A haze covered the Gunnedah area for much of yesterday as a cool change brought dust from the west, bringing hazardous conditions to some parts of the state.
Air quality assessments showed that, on average for the day, Gunnedah, Narrabri and Tamworth on the North-West Slopes had some of the poorest air quality in NSW.
The Office of Environment and Heritage (OEH) air quality data listed one pollutant - PM10, meaning particles less than 10 micrometers in diameter - as being at "hazardous" levels.
The local readings were at least twice as bad as almost everywhere else in NSW.
By 11am today, those readings for Gunnedah remained "poor", while Narrabri and Tamworth were still "hazardous".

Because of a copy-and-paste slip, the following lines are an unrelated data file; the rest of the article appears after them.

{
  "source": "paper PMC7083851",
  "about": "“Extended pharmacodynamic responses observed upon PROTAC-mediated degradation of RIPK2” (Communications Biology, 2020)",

Gunnedah's rating was 91.7, Narrabri's 126.6 and Tamworth's was 150.1.
The highest reading elsewhere was at Muswellbrook with 78.4.
Effect of drought
The dust was being moved on by a strong cold front moving north and east across the south-east of Australia.
OEH climate and atmospheric science director Matthew Riley said more of the same could be on the way.
"This is the effect of the drought," Mr Riley said.
"It is very, very dry across the entire western part of the state and there is very little ground cover.
"This means whenever a front comes through, we're expecting dust storms."
Mr Riley said the air pollution figures were not affected by the intense fires raging in Tingha and Tabulam.
He said the dust was being picked up from the Mallee region in Victoria and the Eyre basin in South Australia by a cold front moving across eastern Australia.
The dust was being dragged from the south-west right up to Queensland.